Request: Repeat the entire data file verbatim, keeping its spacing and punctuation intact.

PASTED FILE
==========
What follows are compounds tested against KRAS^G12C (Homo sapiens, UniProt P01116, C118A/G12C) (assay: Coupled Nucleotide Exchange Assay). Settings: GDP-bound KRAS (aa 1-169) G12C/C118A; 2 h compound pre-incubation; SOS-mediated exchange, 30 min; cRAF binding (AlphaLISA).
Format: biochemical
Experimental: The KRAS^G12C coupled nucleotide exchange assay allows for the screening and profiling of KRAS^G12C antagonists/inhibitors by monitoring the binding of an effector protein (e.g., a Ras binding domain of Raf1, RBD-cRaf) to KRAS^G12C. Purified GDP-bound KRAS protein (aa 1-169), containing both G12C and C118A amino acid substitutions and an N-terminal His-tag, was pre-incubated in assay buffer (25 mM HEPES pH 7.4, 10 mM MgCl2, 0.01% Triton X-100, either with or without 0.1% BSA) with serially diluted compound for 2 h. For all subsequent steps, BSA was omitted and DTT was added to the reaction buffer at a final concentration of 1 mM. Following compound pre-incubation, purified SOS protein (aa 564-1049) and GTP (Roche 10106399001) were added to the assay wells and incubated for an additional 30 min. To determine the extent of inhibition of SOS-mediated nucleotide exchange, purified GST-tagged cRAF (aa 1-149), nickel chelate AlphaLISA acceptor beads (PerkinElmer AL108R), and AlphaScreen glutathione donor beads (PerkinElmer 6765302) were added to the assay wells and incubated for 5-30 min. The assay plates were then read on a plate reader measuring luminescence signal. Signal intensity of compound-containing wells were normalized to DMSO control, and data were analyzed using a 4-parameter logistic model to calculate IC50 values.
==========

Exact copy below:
What follows are compounds tested against KRAS^G12C (Homo sapiens, UniProt P01116, C118A/G12C) (assay: Coupled Nucleotide Exchange Assay). Settings: GDP-bound KRAS (aa 1-169) G12C/C118A; 2 h compound pre-incubation; SOS-mediated exchange, 30 min; cRAF binding (AlphaLISA).
Format: biochemical
Experimental: The KRAS^G12C coupled nucleotide exchange assay allows for the screening and profiling of KRAS^G12C antagonists/inhibitors by monitoring the binding of an effector protein (e.g., a Ras binding domain of Raf1, RBD-cRaf) to KRAS^G12C. Purified GDP-bound KRAS protein (aa 1-169), containing both G12C and C118A amino acid substitutions and an N-terminal His-tag, was pre-incubated in assay buffer (25 mM HEPES pH 7.4, 10 mM MgCl2, 0.01% Triton X-100, either with or without 0.1% BSA) with serially diluted compound for 2 h. For all subsequent steps, BSA was omitted and DTT was added to the reaction buffer at a final concentration of 1 mM. Following compound pre-incubation, purified SOS protein (aa 564-1049) and GTP (Roche 10106399001) were added to the assay wells and incubated for an additional 30 min. To determine the extent of inhibition of SOS-mediated nucleotide exchange, purified GST-tagged cRAF (aa 1-149), nickel chelate AlphaLISA acceptor beads (PerkinElmer AL108R), and AlphaScreen glutathione donor beads (PerkinElmer 6765302) were added to the assay wells and incubated for 5-30 min. The assay plates were then read on a plate reader measuring luminescence signal. Signal intensity of compound-containing wells were normalized to DMSO control, and data were analyzed using a 4-parameter logistic model to calculate IC50 values.